457B
Retirement Plans

Information obtained from MyBankTracker Article:
"401(k) vs 403(b) vs 457 Plans: Compare Employer-Sponsored Retirement Plans"
Written by Kevin Mercadante (Updated: June 27, 2022)

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If 403(b) plans are offered by nonprofits and governments, 457 plans are provided almost entirely by governments.

 

That includes State and Local Governments, though not Federal Government Employers.

 

Among the three major employer-sponsored plans (401K's, 403B's and 457B's), 457B's are the least common.

457 plans have the same contribution limits and required minimum distribution rules.

 

However, since like 403(b) plans, 457 plans are sponsored by non-profit generating employers, they similarly don’t offer employer matching contributions.

 

However, they are not subject to the 10% early withdrawal penalty if funds are withdrawn prior to reaching age 59 ½.

 

But the 457 plan has a major advantage not offered by either the 401(k) or 403(b). It has a special catch-up deferral, referred to as the “last three-year catch-up”.

 

It allows you to defer in three years before you reach the plan’s normal retirement age, up to twice the normal annual contribution of $19,500.

 

That means it will be possible to contribute up to $39,000 in each of the last three years you participate in the plan.

Additional Information: Pertains to 401K's, 403B's and 457B's

 

In most cases, you won’t have a choice as to which plan you’ll participate in.

 

That's to say:

 

Your choice is determined by the type of employer you work for.

 

If it’s a private, for-profit corporation or business, you’ll most likely be offered the 401(k) plan. But if it’s a non-profit or government agency, you may be offered either the 403(b) or 457 plan.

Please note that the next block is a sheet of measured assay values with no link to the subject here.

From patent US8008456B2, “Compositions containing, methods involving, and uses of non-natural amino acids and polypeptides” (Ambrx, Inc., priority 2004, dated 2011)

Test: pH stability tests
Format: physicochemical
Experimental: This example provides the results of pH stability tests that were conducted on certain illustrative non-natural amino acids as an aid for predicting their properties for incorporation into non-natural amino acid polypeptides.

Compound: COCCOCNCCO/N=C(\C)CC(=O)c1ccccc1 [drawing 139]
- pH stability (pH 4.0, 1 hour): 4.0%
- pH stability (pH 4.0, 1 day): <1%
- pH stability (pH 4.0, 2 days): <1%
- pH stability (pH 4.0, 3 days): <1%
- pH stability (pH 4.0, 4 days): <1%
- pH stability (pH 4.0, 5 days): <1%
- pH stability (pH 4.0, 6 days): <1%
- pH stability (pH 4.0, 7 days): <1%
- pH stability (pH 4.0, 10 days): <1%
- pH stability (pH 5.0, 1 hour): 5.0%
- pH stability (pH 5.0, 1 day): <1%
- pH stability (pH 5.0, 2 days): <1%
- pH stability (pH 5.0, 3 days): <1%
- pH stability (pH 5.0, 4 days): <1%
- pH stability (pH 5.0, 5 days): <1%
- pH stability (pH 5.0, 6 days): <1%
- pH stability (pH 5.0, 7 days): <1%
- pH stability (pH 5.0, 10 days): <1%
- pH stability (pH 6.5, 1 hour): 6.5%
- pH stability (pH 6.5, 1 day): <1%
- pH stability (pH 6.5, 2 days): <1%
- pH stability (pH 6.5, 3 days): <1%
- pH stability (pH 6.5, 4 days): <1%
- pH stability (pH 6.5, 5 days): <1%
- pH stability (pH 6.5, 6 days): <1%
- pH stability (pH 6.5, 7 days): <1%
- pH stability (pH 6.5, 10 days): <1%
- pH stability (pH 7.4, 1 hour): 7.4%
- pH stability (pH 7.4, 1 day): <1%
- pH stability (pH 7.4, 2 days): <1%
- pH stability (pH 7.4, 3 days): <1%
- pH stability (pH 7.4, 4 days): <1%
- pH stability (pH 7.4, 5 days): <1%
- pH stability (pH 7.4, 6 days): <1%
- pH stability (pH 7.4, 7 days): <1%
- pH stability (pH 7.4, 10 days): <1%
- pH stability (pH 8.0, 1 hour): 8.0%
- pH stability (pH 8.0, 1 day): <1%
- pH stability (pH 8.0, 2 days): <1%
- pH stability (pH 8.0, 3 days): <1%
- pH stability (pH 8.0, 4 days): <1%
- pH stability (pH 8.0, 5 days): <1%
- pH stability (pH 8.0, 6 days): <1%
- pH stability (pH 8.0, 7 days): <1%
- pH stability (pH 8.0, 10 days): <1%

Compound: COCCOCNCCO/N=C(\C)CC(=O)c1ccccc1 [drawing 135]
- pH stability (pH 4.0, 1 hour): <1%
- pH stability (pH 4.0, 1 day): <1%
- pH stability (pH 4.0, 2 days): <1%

However, a very limited number of government agencies offer a 401(k) in addition to either a 403(b) or 457 plan.

And in some cases you may have different plans with different employers.

 

For example, you may begin the year with a government agency that offers a 457 plan and end the year with a private corporation offering a 401(k) plan.

 

If you have an opportunity to participate in both plans, the maximum annual combination of contributions will be $57,000, or $63,500 if you are 50 or older. That includes your own regular contributions, catch-up contributions, and any employer matching contributions.

How to Best Manage Your 401(k), 403(b) or 457 Plan

Contribute Regularly

If your employer offers any of the above three plans, you should participate.

 

Even if you’re covered by a defined benefit pension plan – which few workers are these days – a tax-deferred retirement savings plan can be an excellent supplement to a regular pension and monthly Social Security check.

 

By contributing as much as you can, you’ll not only get the benefit of a lower annual tax bill, but you’ll build a large retirement nest egg more quickly.

 

If that’s done early in your life and consistently thereafter, it may eventually open the opportunity to early retirement.

Employer Matching Contributions

 

This applies primarily to 401(k) plan participants. But even then, employers are not required to offer a matching contribution, though many do.

 

So:

 

At a minimum, you should make the smallest contribution you can to get the largest employer match.

 

For example, if your employer will match 50% of your contribution, up to 3% of your salary, you should contribute at least 6% of your pay to the plan. That will not only maximize the employer matching contribution, but also get you an effective 9% annual contribution rate.

Explore Roth Options

 

Many employers offering any of the three plans also provide a Roth option.